to another feasible route for the same prefix. It may be the case, to another feasible route for the same prefix. It may be the case,
however, that no such routes are available. however, that no such routes are available.
A node that has lost all feasible routes to a given destination MUST A node that has lost all feasible routes to a given destination but
still has unexpired unfeasible routes to that destination, MUST send
a seqno request; if it doesn't have any such routes, it MAY still
send a seqno request. The router-id of the request is set to the send a seqno request. The router-id of the request is set to the
router-id of the route that it has just lost, and the requested seqno router-id of the route that it has just lost, and the requested seqno
is the value contained in the source table, plus 1. is the value contained in the source table, plus 1.
Such a request SHOULD be multicast over all of the node's attached If the node has any (unfeasible) routes to the requested destination,
interfaces. Similar requests will be sent by other nodes that are then it MUST send the request to at least one of the next-hop
affected by the route's loss and will be forwarded by neighbouring neighbours that advertised these routes, and SHOULD send it to all of
nodes up to the source. If the network is connected, and there is no them; in any case, it MAY send the request to any other neighbours,
packet loss, this will result in a route being advertised with a new whether they advertise a route to the requested destination or not.
sequence number. (Note that, due to duplicate suppression, only a A simple implementation strategy is therefore to unconditionally
small number of such requests will actually reach the source.) multicast the request over all attached interfaces.
Similar requests will be sent by other nodes that are affected by the
route's loss. If the network is still connected, and assuming no
packet loss, then at least one of these requests will be forwarded to
the source, resulting in a route being advertised with a new sequence
number. (Note that, due to duplicate suppression, only a small
number of such requests will actually reach the source.)
In order to compensate for packet loss, a node SHOULD repeat such a In order to compensate for packet loss, a node SHOULD repeat such a
request a small number of times if no route becomes feasible within a request a small number of times if no route becomes feasible within a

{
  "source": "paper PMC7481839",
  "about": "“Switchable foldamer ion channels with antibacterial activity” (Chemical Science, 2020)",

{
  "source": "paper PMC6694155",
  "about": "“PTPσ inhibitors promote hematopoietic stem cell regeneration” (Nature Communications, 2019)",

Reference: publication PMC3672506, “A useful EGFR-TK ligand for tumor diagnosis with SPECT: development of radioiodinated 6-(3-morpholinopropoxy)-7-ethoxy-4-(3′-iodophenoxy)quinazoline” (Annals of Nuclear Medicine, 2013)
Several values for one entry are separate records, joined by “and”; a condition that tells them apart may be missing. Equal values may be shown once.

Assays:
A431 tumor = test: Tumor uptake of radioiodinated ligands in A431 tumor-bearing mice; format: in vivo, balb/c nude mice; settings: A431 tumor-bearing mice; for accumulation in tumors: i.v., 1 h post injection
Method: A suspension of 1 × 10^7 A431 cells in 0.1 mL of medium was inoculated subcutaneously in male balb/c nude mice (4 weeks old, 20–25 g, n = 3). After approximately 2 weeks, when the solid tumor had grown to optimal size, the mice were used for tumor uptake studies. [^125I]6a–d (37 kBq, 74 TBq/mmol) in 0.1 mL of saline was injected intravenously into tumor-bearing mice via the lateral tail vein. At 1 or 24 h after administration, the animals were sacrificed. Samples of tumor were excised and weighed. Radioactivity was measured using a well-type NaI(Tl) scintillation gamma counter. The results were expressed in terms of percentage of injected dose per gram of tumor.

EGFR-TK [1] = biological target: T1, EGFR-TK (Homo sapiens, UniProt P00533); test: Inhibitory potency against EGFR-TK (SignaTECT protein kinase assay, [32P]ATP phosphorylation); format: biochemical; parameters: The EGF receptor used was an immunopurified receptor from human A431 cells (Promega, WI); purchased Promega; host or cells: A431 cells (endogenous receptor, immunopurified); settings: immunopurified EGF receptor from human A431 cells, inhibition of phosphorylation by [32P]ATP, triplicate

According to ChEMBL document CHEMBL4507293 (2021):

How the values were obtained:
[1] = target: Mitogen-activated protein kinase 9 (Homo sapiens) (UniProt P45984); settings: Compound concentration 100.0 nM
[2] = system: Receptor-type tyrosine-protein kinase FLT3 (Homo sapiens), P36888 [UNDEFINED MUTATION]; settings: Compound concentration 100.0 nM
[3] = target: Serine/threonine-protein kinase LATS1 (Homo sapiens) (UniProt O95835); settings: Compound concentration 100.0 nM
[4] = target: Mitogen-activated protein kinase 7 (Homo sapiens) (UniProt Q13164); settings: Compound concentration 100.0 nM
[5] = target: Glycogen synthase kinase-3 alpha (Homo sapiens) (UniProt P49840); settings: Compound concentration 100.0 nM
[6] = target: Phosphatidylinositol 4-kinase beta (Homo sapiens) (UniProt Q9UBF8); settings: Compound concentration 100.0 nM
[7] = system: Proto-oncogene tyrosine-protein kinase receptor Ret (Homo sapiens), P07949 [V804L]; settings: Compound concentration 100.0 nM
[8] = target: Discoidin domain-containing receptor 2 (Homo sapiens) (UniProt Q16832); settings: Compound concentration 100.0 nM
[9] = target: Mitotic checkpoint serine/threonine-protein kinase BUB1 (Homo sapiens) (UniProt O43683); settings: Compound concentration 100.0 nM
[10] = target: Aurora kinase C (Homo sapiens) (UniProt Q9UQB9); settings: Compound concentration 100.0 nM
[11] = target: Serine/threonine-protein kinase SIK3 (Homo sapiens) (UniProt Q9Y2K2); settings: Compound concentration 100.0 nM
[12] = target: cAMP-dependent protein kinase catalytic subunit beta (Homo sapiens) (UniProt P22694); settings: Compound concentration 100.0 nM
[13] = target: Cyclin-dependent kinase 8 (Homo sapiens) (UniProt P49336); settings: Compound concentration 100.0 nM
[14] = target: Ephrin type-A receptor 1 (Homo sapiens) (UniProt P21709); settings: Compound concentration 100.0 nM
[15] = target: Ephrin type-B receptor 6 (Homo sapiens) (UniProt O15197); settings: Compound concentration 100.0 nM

short time. Under heavy packet loss, however, all such requests may short time. Under heavy packet loss, however, all such requests
be lost; in that case, the second mechanism in the next section will might be lost; in that case, the second mechanism in the next section
eventually ensure that a new seqno is received. will eventually ensure that a new seqno is received.
3.8.2.2. Dealing with Unfeasible Updates 3.8.2.2. Dealing with Unfeasible Updates
When a route's metric increases, a node might receive an unfeasible When a route's metric increases, a node might receive an unfeasible
update for a route that it has currently selected. As specified in update for a route that it has currently selected. As specified in
Section 3.5.1, the receiving node will either ignore the update or Section 3.5.1, the receiving node will either ignore the update or
retract the route. retract the route.
In order to keep routes from spuriously expiring because they have In order to keep routes from spuriously expiring because they have
become unfeasible, a node SHOULD send a unicast seqno request become unfeasible, a node SHOULD send a unicast seqno request
whenever it receives an unfeasible update for a route that is whenever it receives an unfeasible update for a route that is
currently selected. The requested sequence number is computed from currently selected. The requested sequence number is computed from
the source table as above. the source table as above.
Additionally, a node SHOULD send a unicast seqno request whenever it Additionally, since metric computation does not necessarily coincide
receives an unfeasible update from a currently unselected neighbour with the delay in propagating updates, a node might receive an
that is "good enough", i.e., that would lead to the received route unfeasible update from a currently unselected neighbour that is
becoming selected were it feasible. preferable to the currently selected route (e.g., because it has a
much smaller metric); in that case, the node SHOULD send a unicast
seqno request to the neighbour that advertised the preferable update.
3.8.2.3. Preventing Routes from Expiring 3.8.2.3. Preventing Routes from Expiring
In normal operation, a route's expiry timer should never trigger: In normal operation, a route's expiry timer should never trigger: